Beauty

What it’s really like to have acne in your 30s

Robyn Stott, 34, explains the devastating psychological agony of adult acne.

By: Cosmo Sponsor
how to deal with adult acne

When you think about acne, an image of a pimply pubescent teenager will most likely to spring to mind. But what about a 33-year-old woman with painful, angry-looking red sores all over her face and neck?

Looking in the mirror last year, sobbing at my own reflection, this image of acne was my reality.

I was diagnosed with polycystic ovary syndrome (PCOS) when I was 29. And even though acne is a possible side effect of PCOS, I didn’t suffer from unusually bad skin – just the odd hormonal breakout.

But that all changed drastically in the lead up to Christmas last year when my skin started going crazy.

Angry, cystic pimples popped up all over jawline and cheeks and unlike the usual pimples I got, these ones were agony and lasted for days, even weeks on end. When one went away, another three popped up.

It even hurt when my face touched my pillow.

“I don’t know what to do about them,” I sobbed to my husband Corey. “Why is this happening to me now?”

It was a beard of acne and I was disgusted by what I was looking at, surely other people must be too?

I made an appointment to see my doctor pretty quickly and was given the option of taking the Accutane pill but I’d read that depression was a possible side effect and I was feeling so depressed from having acne in the first place, I just didn’t want to risk it.

After blood tests, ultrasounds and antibiotics, and numerous appointments with a dermatologist, it was determined the acne was aggravated by PCOS.

Reading other women’s stories online, I was starting to think I was stuck with it.

I tried diabetes medication to try to balance out my hormones but to no avail. I went to a naturopath to see if they’d be able to fix my face, I tried acupuncture. You name it, I tried it.

I was spending a fortune on creams, lotions and potions but nothing worked and I fell into deep depression.

Friends would say, “Oh, it’s just a bit of acne,” and I read online that 35% of adult women suffer from it, but they didn’t k now how it felt to be so self-conscious you wanted the ground to swallow you up.

It finally got so bad that after a few months, I was referred by my doctor to a psychologist.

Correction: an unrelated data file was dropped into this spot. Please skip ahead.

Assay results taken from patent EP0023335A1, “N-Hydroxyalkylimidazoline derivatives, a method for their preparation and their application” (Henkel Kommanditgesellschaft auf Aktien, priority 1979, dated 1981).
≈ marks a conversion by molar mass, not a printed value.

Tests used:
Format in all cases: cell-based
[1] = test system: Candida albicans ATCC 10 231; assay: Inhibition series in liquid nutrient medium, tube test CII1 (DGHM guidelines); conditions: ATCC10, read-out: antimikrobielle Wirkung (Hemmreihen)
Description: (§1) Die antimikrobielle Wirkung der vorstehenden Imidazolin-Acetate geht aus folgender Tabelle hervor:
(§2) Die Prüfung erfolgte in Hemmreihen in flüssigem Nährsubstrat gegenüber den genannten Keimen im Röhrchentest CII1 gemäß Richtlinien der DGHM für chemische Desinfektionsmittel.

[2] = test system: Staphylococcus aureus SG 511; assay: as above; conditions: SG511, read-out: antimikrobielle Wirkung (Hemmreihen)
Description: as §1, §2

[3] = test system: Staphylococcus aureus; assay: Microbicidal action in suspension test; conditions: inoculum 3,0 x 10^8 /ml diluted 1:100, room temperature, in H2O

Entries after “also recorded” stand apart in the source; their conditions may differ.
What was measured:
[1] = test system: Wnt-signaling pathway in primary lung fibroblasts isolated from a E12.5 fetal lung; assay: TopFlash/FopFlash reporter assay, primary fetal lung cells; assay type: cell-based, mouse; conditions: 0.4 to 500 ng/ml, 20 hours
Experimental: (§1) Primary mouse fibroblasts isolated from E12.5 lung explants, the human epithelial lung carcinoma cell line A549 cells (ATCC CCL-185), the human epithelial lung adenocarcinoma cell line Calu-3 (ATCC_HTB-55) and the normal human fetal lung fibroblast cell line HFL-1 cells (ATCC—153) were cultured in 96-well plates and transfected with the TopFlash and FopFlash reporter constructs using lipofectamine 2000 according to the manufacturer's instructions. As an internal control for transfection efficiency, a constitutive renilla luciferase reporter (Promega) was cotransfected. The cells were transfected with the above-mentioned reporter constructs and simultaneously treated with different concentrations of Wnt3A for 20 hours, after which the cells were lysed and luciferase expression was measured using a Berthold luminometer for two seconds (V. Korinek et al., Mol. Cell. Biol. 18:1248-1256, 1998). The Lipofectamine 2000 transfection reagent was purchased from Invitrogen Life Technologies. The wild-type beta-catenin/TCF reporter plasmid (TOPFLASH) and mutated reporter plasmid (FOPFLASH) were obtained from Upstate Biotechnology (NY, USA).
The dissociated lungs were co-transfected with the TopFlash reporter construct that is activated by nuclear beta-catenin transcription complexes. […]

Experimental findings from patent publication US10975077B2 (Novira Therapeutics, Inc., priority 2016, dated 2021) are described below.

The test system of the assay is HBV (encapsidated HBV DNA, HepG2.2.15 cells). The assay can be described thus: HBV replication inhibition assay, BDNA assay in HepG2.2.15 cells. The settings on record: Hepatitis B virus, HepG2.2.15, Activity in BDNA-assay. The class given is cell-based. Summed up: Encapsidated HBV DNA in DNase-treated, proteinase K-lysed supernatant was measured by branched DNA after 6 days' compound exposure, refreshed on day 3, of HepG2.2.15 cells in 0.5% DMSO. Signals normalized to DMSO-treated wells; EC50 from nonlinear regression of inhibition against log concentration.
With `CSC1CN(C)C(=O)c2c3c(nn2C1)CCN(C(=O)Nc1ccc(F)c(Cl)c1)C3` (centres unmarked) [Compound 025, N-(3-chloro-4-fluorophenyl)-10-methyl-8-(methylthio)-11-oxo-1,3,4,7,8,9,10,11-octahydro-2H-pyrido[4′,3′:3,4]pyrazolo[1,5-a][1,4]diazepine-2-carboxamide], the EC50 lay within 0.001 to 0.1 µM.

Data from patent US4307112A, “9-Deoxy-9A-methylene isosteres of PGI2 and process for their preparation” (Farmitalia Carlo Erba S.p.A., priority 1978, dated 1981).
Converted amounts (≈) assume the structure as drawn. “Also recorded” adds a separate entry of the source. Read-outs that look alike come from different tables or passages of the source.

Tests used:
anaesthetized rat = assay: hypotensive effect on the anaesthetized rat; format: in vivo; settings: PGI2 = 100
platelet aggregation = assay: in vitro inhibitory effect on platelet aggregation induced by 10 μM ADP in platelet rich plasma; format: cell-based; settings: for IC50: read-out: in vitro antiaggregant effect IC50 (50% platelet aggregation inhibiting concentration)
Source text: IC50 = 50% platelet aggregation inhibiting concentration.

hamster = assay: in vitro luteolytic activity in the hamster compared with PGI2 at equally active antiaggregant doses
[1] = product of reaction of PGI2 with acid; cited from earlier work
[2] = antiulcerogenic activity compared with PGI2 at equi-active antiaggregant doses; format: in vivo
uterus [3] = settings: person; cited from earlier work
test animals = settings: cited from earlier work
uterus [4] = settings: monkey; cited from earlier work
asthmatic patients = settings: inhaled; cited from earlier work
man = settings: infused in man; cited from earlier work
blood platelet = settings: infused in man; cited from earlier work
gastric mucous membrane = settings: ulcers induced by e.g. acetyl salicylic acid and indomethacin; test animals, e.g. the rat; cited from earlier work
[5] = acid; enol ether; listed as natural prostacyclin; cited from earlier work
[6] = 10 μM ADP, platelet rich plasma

Speaking to someone helped, but I still loathed my reflection. The acne was playing havoc with my whole entire life.

So I continued to search for solutions, by now at the end of my tether.

I’d often browse the internet to look for suggestions so when I stumbled across Clearskincare Clinics and looked at their acne treatments, I didn’t have much hope.

They offered a free consult and I signed up to Dr McCaffery’s SGA and also received a mixture of laser and skin peel treatments every fortnight on a monthly payment basis.

Specifically, Dr McCaffrey’s SGA treatment, which targets, probes and deactivates the overactive sebaceous glands that cause acne, pimples and blackheads using an ultra-fine probe.

After about a month I noticed a huge difference. Miraculously after months of painful pimples, they started to fade.

I can’t even tell you what a relief it was.

I overheard Corey telling his friend recently, “You wouldn’t believe how bad it got.”

And I guess that’s when I realised it myself. Acne was slowly wrecking my life to the point I had depression. It stopped me from wanting to do everyday things like school drop off and even just leaving the house.

Luckily for me, these particular Clearskincare treatments did work for me, and continue to do so four months in. But I empathise deeply with those who haven’t yet found their solution.

Becoming depressed over acne might seem like a drastic thing but when you’re living with it, those pimples can make each day a living hell.

This article was brought to you by Clearskincare Clinics

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  • Author: Cosmo Sponsor